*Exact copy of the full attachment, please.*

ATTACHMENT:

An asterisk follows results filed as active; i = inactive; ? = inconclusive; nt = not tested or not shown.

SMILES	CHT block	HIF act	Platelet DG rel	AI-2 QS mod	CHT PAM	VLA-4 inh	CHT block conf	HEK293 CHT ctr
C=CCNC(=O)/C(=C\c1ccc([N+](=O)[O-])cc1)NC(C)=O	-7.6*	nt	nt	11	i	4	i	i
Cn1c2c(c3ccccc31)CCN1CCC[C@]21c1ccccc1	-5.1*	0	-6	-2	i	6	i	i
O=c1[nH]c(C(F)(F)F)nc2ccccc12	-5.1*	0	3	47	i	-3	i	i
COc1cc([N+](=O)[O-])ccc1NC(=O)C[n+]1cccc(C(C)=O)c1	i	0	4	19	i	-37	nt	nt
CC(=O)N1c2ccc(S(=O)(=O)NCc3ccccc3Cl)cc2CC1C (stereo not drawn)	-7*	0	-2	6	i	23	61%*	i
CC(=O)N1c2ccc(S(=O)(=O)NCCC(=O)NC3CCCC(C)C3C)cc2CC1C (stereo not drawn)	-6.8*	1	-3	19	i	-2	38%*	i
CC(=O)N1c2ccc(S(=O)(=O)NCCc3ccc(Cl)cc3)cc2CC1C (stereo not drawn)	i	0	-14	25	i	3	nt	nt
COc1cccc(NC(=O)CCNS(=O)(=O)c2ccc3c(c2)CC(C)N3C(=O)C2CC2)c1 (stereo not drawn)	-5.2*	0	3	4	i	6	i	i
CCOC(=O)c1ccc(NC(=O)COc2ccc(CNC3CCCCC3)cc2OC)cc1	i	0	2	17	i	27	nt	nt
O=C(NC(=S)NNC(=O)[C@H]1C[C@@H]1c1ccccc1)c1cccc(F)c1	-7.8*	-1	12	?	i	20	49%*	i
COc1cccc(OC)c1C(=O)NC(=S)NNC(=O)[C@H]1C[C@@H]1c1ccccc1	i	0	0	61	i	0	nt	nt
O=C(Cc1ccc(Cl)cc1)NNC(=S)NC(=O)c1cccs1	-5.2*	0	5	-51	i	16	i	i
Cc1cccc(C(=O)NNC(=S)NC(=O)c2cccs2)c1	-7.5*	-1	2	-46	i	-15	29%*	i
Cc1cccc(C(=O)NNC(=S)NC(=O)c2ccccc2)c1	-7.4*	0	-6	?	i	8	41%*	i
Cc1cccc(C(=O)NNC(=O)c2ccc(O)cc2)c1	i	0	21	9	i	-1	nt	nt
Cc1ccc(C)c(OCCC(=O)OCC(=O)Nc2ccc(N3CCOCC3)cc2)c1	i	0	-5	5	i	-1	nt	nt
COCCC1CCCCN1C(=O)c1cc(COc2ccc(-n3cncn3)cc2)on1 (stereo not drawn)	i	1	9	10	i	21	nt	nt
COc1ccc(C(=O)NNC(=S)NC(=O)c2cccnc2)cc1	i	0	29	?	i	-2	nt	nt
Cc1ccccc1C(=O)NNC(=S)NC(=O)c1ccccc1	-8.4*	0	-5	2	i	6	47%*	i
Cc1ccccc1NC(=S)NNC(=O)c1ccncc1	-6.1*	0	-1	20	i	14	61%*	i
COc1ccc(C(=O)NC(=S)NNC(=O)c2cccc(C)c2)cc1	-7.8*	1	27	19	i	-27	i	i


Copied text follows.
An asterisk follows results filed as active; i = inactive; ? = inconclusive; nt = not tested or not shown.

SMILES	CHT block	HIF act	Platelet DG rel	AI-2 QS mod	CHT PAM	VLA-4 inh	CHT block conf	HEK293 CHT ctr
C=CCNC(=O)/C(=C\c1ccc([N+](=O)[O-])cc1)NC(C)=O	-7.6*	nt	nt	11	i	4	i	i
Cn1c2c(c3ccccc31)CCN1CCC[C@]21c1ccccc1	-5.1*	0	-6	-2	i	6	i	i
O=c1[nH]c(C(F)(F)F)nc2ccccc12	-5.1*	0	3	47	i	-3	i	i
COc1cc([N+](=O)[O-])ccc1NC(=O)C[n+]1cccc(C(C)=O)c1	i	0	4	19	i	-37	nt	nt
CC(=O)N1c2ccc(S(=O)(=O)NCc3ccccc3Cl)cc2CC1C (stereo not drawn)	-7*	0	-2	6	i	23	61%*	i
CC(=O)N1c2ccc(S(=O)(=O)NCCC(=O)NC3CCCC(C)C3C)cc2CC1C (stereo not drawn)	-6.8*	1	-3	19	i	-2	38%*	i
CC(=O)N1c2ccc(S(=O)(=O)NCCc3ccc(Cl)cc3)cc2CC1C (stereo not drawn)	i	0	-14	25	i	3	nt	nt
COc1cccc(NC(=O)CCNS(=O)(=O)c2ccc3c(c2)CC(C)N3C(=O)C2CC2)c1 (stereo not drawn)	-5.2*	0	3	4	i	6	i	i
CCOC(=O)c1ccc(NC(=O)COc2ccc(CNC3CCCCC3)cc2OC)cc1	i	0	2	17	i	27	nt	nt
O=C(NC(=S)NNC(=O)[C@H]1C[C@@H]1c1ccccc1)c1cccc(F)c1	-7.8*	-1	12	?	i	20	49%*	i
COc1cccc(OC)c1C(=O)NC(=S)NNC(=O)[C@H]1C[C@@H]1c1ccccc1	i	0	0	61	i	0	nt	nt
O=C(Cc1ccc(Cl)cc1)NNC(=S)NC(=O)c1cccs1	-5.2*	0	5	-51	i	16	i	i
Cc1cccc(C(=O)NNC(=S)NC(=O)c2cccs2)c1	-7.5*	-1	2	-46	i	-15	29%*	i
Cc1cccc(C(=O)NNC(=S)NC(=O)c2ccccc2)c1	-7.4*	0	-6	?	i	8	41%*	i
Cc1cccc(C(=O)NNC(=O)c2ccc(O)cc2)c1	i	0	21	9	i	-1	nt	nt
Cc1ccc(C)c(OCCC(=O)OCC(=O)Nc2ccc(N3CCOCC3)cc2)c1	i	0	-5	5	i	-1	nt	nt
COCCC1CCCCN1C(=O)c1cc(COc2ccc(-n3cncn3)cc2)on1 (stereo not drawn)	i	1	9	10	i	21	nt	nt
COc1ccc(C(=O)NNC(=S)NC(=O)c2cccnc2)cc1	i	0	29	?	i	-2	nt	nt
Cc1ccccc1C(=O)NNC(=S)NC(=O)c1ccccc1	-8.4*	0	-5	2	i	6	47%*	i
Cc1ccccc1NC(=S)NNC(=O)c1ccncc1	-6.1*	0	-1	20	i	14	61%*	i
COc1ccc(C(=O)NC(=S)NNC(=O)c2cccc(C)c2)cc1	-7.8*	1	27	19	i	-27	i	i